Hochul signs bills on drug price increases and medical debt

Governor Kathy Hochul signed several pieces of legislation Wednesday aimed at protecting New Yorkers from drug price increases and financial consequences related to medical debt, the governor's office said.

One law bans the sale of drugs at an unconscionably excessive price during a drug shortage, which would be defined by the U.S. Food and Drug Administration.

One of these prohibits hospitals, healthcare professionals and ambulances from reporting medical debts to credit institutions. According to a 2023 study from the Urban Institute, 740,000 New Yorkers have medical debt on their credit report, with people of color twice as likely to have medical debt referred to a credit bureau, and low-income people three times as likely.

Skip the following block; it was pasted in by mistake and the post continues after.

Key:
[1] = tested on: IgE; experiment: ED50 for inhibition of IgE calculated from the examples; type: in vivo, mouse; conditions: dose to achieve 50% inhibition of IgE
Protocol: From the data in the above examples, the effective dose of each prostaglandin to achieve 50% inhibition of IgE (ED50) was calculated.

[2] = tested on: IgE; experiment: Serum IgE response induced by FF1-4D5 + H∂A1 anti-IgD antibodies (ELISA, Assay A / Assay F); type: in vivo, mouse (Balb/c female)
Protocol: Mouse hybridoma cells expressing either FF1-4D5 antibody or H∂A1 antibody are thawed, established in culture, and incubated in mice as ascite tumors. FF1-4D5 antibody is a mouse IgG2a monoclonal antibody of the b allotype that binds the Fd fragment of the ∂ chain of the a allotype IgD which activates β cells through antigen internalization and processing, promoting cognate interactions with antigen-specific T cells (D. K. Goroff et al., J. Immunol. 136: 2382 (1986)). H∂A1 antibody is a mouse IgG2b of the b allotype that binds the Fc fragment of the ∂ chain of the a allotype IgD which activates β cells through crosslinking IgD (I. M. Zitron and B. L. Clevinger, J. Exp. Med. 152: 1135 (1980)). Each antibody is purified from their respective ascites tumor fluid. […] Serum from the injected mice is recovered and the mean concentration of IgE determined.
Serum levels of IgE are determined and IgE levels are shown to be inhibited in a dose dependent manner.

A third new law will require companies to notify customers of automatic subscription renewals and provide clear instructions for canceling those services.

Another law will clarify that sellers must charge the highest price a consumer can pay for a product, regardless of payment methods.

“As costs and inflation continue to rise, consumer protection is one of the ways our state is giving New Yorkers more purchasing power and keeping hard-earned money in their pockets,” Hochul said in a statement. “This legislation will help protect people struggling with medical debt, unwanted subscriptions and price confusion at the checkout. No one should have to jump through hoops to protect their finances and today we are taking steps to help New Yorkers on their journey to financial freedom.”

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